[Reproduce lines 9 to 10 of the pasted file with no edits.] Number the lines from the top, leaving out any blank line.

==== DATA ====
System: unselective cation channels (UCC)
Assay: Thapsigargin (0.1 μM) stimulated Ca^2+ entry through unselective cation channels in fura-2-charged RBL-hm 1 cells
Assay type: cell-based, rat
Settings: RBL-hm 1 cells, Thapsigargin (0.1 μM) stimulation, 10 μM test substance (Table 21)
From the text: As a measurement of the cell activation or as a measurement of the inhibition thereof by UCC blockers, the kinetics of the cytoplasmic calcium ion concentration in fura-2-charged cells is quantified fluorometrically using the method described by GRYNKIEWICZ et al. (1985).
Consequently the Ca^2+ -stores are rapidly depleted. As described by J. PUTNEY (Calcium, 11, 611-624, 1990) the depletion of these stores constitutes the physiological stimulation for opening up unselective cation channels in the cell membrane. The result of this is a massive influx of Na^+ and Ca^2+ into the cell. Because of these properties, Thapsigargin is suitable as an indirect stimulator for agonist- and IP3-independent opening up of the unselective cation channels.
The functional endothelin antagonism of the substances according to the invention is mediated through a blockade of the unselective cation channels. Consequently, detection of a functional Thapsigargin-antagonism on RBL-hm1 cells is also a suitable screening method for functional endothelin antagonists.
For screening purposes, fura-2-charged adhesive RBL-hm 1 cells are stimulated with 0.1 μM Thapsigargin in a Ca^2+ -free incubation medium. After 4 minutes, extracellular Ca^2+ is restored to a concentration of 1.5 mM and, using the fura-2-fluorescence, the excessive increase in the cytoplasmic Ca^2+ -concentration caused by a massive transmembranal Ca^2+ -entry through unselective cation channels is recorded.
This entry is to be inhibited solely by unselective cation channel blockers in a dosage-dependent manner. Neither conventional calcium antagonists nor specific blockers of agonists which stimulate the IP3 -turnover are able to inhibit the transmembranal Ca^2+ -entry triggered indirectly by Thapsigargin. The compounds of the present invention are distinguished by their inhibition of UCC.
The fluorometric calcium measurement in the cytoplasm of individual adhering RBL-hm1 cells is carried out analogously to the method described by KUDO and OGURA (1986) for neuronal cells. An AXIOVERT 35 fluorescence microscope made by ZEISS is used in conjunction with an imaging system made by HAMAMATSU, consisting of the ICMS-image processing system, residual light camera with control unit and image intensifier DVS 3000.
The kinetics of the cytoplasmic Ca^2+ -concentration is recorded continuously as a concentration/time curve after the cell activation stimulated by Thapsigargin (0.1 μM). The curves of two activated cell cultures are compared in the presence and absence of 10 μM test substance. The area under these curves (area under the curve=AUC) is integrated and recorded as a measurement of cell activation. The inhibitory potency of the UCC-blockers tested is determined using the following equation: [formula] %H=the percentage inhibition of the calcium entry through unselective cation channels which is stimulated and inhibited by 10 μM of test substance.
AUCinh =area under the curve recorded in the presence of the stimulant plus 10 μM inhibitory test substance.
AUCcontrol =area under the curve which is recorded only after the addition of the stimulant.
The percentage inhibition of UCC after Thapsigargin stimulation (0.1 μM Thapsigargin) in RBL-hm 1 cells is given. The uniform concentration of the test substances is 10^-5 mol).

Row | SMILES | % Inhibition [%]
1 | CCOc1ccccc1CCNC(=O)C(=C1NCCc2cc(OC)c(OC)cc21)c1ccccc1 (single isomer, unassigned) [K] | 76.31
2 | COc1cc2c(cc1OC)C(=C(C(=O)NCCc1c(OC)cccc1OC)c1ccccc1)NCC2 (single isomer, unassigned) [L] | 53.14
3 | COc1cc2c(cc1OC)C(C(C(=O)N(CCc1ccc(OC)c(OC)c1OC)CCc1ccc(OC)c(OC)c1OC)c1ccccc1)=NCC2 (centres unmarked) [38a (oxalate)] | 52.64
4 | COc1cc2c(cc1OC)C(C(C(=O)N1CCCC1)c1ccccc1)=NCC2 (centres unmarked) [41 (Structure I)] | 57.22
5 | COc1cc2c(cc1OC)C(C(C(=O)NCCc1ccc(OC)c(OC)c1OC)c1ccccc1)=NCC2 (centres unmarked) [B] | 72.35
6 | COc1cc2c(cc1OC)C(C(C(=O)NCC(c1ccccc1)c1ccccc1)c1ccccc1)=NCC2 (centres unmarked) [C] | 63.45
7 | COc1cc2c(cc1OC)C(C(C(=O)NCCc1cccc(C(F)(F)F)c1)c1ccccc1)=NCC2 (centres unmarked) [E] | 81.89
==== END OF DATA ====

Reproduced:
This entry is to be inhibited solely by unselective cation channel blockers in a dosage-dependent manner. Neither conventional calcium antagonists nor specific blockers of agonists which stimulate the IP3 -turnover are able to inhibit the transmembranal Ca^2+ -entry triggered indirectly by Thapsigargin. The compounds of the present invention are distinguished by their inhibition of UCC.
The fluorometric calcium measurement in the cytoplasm of individual adhering RBL-hm1 cells is carried out analogously to the method described by KUDO and OGURA (1986) for neuronal cells. An AXIOVERT 35 fluorescence microscope made by ZEISS is used in conjunction with an imaging system made by HAMAMATSU, consisting of the ICMS-image processing system, residual light camera with control unit and image intensifier DVS 3000.